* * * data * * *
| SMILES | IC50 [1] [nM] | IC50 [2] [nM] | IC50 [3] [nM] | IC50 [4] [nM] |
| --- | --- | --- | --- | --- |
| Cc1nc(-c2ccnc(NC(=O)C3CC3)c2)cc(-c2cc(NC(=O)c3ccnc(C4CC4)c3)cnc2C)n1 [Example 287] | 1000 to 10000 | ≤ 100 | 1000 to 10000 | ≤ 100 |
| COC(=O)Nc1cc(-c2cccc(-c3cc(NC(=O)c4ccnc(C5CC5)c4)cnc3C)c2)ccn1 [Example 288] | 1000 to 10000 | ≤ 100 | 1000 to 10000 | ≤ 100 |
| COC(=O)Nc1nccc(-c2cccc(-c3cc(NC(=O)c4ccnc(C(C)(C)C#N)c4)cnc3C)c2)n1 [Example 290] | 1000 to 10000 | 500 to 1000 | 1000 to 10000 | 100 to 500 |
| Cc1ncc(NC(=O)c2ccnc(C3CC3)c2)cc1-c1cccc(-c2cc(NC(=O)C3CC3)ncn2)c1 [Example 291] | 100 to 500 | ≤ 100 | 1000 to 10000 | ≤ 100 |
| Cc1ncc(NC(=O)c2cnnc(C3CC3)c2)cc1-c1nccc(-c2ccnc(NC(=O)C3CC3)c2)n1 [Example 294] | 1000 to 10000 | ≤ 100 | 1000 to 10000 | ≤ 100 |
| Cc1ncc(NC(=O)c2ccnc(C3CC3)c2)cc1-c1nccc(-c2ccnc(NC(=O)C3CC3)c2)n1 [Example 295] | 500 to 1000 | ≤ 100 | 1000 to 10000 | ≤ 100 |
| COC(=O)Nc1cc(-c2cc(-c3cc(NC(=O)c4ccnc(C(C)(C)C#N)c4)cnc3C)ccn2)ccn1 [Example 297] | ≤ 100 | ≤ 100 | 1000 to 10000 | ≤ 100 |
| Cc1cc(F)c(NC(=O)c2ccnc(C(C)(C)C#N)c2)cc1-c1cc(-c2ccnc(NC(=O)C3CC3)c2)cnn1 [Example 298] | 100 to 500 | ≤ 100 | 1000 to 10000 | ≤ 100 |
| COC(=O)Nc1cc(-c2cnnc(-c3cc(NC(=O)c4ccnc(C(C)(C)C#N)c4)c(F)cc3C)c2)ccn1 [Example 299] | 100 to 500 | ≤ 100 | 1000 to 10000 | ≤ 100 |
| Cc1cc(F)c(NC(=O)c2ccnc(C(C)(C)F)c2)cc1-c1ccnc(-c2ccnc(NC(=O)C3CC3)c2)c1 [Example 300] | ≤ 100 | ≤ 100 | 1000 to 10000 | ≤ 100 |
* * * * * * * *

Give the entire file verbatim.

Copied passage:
| SMILES | IC50 [1] [nM] | IC50 [2] [nM] | IC50 [3] [nM] | IC50 [4] [nM] |
| --- | --- | --- | --- | --- |
| Cc1nc(-c2ccnc(NC(=O)C3CC3)c2)cc(-c2cc(NC(=O)c3ccnc(C4CC4)c3)cnc2C)n1 [Example 287] | 1000 to 10000 | ≤ 100 | 1000 to 10000 | ≤ 100 |
| COC(=O)Nc1cc(-c2cccc(-c3cc(NC(=O)c4ccnc(C5CC5)c4)cnc3C)c2)ccn1 [Example 288] | 1000 to 10000 | ≤ 100 | 1000 to 10000 | ≤ 100 |
| COC(=O)Nc1nccc(-c2cccc(-c3cc(NC(=O)c4ccnc(C(C)(C)C#N)c4)cnc3C)c2)n1 [Example 290] | 1000 to 10000 | 500 to 1000 | 1000 to 10000 | 100 to 500 |
| Cc1ncc(NC(=O)c2ccnc(C3CC3)c2)cc1-c1cccc(-c2cc(NC(=O)C3CC3)ncn2)c1 [Example 291] | 100 to 500 | ≤ 100 | 1000 to 10000 | ≤ 100 |
| Cc1ncc(NC(=O)c2cnnc(C3CC3)c2)cc1-c1nccc(-c2ccnc(NC(=O)C3CC3)c2)n1 [Example 294] | 1000 to 10000 | ≤ 100 | 1000 to 10000 | ≤ 100 |
| Cc1ncc(NC(=O)c2ccnc(C3CC3)c2)cc1-c1nccc(-c2ccnc(NC(=O)C3CC3)c2)n1 [Example 295] | 500 to 1000 | ≤ 100 | 1000 to 10000 | ≤ 100 |
| COC(=O)Nc1cc(-c2cc(-c3cc(NC(=O)c4ccnc(C(C)(C)C#N)c4)cnc3C)ccn2)ccn1 [Example 297] | ≤ 100 | ≤ 100 | 1000 to 10000 | ≤ 100 |
| Cc1cc(F)c(NC(=O)c2ccnc(C(C)(C)C#N)c2)cc1-c1cc(-c2ccnc(NC(=O)C3CC3)c2)cnn1 [Example 298] | 100 to 500 | ≤ 100 | 1000 to 10000 | ≤ 100 |
| COC(=O)Nc1cc(-c2cnnc(-c3cc(NC(=O)c4ccnc(C(C)(C)C#N)c4)c(F)cc3C)c2)ccn1 [Example 299] | 100 to 500 | ≤ 100 | 1000 to 10000 | ≤ 100 |
| Cc1cc(F)c(NC(=O)c2ccnc(C(C)(C)F)c2)cc1-c1ccnc(-c2ccnc(NC(=O)C3CC3)c2)c1 [Example 300] | ≤ 100 | ≤ 100 | 1000 to 10000 | ≤ 100 |